It was less than 10 months ago that Rugby Australia chairman Hamish McLennan gleefully celebrated Joseph Suaalii’s acquisition, but according to Sydney Roosters supremo Nick Politis the NRL star is already plotting a return.
Suaalii, 20, signed a three-year deal with RA in late March worth an estimated $1.6 million per season.
He is due to join Australian rugby following the 2024 NRL season with the Roosters, where he is likely to be taken on the Wallabies’ end of season spring tour.
McLennan celebrated the former Australian Schoolboy’s signature, saying the code was “delighted to have him back home.”
While some rugby figures like Morgan Turinui said Suaalii would well and truly pay the code back in spades with his output on the field, others were less enthusiastic given the cash-strapped nature of the game.
Just like Israel Folau’s arrival to rugby in 2013, Suaalii will arrive in time to push for selection against the British and Irish Lions.
His contract also takes him through until after the 2027 Rugby World Cup, the prized showpiece event Australia will host.
But then, according to Politis, Suaalii will return to the NRL.
”Joseph is a good guy, a good kid,” Politis told Nine.
“It’s sad that we’ve lost him to (rugby) union, but he tells us he’s coming back in 2028.”
Asked whether he would Suaalii back, Politis said “of course.”
He added: “Always a Rooster.”
The Roosters have a history of welcoming players back to the club, with two-time World Cup Sonny Bill Williams previously switching between the NRL club and the All Blacks.
Politis’ comments came as Wallabies star Mark Nawaqanitawase met with Roosters officials, including coach Trent Robinson, on Tuesday.
Nawaqanitawase, 23, is off contract at the end of 2024 and Suaalii’s defection means not only do the Roosters have some cash to spend, but Rugby Australia will likely have less to keep other backs themselves.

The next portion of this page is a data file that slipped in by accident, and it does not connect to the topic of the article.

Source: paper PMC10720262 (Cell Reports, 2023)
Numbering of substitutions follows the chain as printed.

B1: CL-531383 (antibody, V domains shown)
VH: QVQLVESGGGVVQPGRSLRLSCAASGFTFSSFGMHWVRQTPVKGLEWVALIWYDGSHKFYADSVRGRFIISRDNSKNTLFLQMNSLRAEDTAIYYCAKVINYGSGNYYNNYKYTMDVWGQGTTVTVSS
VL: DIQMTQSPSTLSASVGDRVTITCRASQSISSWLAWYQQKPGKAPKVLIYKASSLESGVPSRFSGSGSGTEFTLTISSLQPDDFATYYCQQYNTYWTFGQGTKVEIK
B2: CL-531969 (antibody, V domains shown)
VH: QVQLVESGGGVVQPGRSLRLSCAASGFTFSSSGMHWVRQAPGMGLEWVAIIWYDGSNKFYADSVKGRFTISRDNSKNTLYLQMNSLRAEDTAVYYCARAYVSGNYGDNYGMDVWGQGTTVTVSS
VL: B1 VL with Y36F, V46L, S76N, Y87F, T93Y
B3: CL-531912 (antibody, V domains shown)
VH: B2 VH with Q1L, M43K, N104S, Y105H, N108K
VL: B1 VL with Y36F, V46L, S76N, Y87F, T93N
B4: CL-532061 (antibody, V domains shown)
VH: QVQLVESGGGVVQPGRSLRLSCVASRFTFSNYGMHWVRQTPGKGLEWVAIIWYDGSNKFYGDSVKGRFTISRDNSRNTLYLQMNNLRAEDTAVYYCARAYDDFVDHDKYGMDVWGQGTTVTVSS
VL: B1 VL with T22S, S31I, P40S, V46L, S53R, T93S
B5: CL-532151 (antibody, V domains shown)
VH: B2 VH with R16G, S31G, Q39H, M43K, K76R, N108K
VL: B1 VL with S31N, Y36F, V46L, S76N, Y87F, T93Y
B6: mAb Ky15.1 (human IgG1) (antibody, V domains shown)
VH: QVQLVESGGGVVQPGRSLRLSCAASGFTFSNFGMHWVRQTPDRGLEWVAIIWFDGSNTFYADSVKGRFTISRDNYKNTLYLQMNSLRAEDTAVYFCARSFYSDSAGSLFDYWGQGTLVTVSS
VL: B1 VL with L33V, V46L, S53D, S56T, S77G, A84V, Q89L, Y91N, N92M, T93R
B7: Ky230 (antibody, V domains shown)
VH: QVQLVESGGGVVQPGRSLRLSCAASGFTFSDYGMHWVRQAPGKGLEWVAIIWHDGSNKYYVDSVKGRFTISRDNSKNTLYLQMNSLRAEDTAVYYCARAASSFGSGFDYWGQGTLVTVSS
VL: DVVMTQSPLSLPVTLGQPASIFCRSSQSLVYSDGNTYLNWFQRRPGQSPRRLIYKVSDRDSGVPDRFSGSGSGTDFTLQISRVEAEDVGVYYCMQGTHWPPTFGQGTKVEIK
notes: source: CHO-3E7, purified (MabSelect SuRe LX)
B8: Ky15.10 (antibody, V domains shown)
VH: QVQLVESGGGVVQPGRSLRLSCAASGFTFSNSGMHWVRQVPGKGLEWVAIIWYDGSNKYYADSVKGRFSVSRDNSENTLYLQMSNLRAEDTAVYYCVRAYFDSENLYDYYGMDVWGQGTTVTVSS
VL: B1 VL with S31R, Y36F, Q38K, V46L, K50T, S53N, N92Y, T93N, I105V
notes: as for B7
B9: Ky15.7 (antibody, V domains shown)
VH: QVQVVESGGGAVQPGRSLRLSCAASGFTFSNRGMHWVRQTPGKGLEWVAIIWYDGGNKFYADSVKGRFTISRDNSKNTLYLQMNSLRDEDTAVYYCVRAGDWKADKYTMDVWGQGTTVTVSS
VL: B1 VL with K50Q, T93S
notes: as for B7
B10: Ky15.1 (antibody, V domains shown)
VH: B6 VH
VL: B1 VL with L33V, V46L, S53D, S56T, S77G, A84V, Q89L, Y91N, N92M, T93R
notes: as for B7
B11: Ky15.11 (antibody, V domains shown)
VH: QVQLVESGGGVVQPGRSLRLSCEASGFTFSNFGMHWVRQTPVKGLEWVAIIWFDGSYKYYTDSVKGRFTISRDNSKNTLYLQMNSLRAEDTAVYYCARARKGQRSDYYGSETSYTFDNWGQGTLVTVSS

The NRL has also expressed their desire to chase some of rugby’s best talent, with NRL chief executive Andrew Abdo admitting that setting up a fund was on the agenda.
“We want the best athletes playing our game, whether that’s the men’s or women’s competition,” Abdo said.
“Growth is on our agenda, so while our primary focus is developing rugby league talent through our own pathways, we’re also open to attracting and, potentially in some cases, returning to league from other codes.
“Would salary-cap relief be potentially used? Yes.
“That’s an absolute possibility that the commission will consider, and consider in due course.”
Rugby Australia chief executive Phil Waugh said the governing body needed to do more to ensure the current crop of players felt confident in the direction the game was heading.
“The players are a critical part of this journey,” Waugh told reporters on Tuesday.
“I think we’ve talked about building trust and credibility across the ecosystem, I think building trust and actually regaining that trust with that player group is actually really important at the moment.
“I’m constantly talking to the senior players in the Wallabies to ensure that they’re clear on the journey that we have.
“With the runway we have, and I know it’s not far away with the British and Irish Lions in ‘25 and World Cup in ‘27, it should be pretty exciting for them to stand up and be a part of it.”